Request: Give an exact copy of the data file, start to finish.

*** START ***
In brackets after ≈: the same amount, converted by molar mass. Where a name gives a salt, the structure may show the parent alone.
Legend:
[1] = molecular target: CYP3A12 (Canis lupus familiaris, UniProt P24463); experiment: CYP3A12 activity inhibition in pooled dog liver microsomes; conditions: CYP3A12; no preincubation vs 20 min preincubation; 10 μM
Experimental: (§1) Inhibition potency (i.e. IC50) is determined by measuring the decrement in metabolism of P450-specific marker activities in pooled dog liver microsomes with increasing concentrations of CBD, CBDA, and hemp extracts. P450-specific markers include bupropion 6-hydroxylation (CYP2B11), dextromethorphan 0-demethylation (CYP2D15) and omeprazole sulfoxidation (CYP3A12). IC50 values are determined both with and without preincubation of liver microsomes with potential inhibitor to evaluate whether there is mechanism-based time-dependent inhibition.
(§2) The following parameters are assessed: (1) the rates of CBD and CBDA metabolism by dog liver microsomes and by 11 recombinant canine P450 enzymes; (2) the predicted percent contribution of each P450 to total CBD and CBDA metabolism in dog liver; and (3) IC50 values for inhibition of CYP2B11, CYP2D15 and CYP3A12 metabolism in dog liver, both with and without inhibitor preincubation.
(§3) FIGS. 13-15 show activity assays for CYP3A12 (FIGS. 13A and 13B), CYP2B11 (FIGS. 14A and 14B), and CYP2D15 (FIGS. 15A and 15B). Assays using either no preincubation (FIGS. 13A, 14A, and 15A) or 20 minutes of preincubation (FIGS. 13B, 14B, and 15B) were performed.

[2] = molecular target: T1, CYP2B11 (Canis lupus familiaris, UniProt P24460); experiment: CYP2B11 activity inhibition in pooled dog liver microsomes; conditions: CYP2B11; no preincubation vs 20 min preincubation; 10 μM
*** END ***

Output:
In brackets after ≈: the same amount, converted by molar mass. Where a name gives a salt, the structure may show the parent alone.
Legend:
[1] = molecular target: CYP3A12 (Canis lupus familiaris, UniProt P24463); experiment: CYP3A12 activity inhibition in pooled dog liver microsomes; conditions: CYP3A12; no preincubation vs 20 min preincubation; 10 μM
Experimental: (§1) Inhibition potency (i.e. IC50) is determined by measuring the decrement in metabolism of P450-specific marker activities in pooled dog liver microsomes with increasing concentrations of CBD, CBDA, and hemp extracts. P450-specific markers include bupropion 6-hydroxylation (CYP2B11), dextromethorphan 0-demethylation (CYP2D15) and omeprazole sulfoxidation (CYP3A12). IC50 values are determined both with and without preincubation of liver microsomes with potential inhibitor to evaluate whether there is mechanism-based time-dependent inhibition.
(§2) The following parameters are assessed: (1) the rates of CBD and CBDA metabolism by dog liver microsomes and by 11 recombinant canine P450 enzymes; (2) the predicted percent contribution of each P450 to total CBD and CBDA metabolism in dog liver; and (3) IC50 values for inhibition of CYP2B11, CYP2D15 and CYP3A12 metabolism in dog liver, both with and without inhibitor preincubation.
(§3) FIGS. 13-15 show activity assays for CYP3A12 (FIGS. 13A and 13B), CYP2B11 (FIGS. 14A and 14B), and CYP2D15 (FIGS. 15A and 15B). Assays using either no preincubation (FIGS. 13A, 14A, and 15A) or 20 minutes of preincubation (FIGS. 13B, 14B, and 15B) were performed.

[2] = molecular target: T1, CYP2B11 (Canis lupus familiaris, UniProt P24460); experiment: CYP2B11 activity inhibition in pooled dog liver microsomes; conditions: CYP2B11; no preincubation vs 20 min preincubation; 10 μM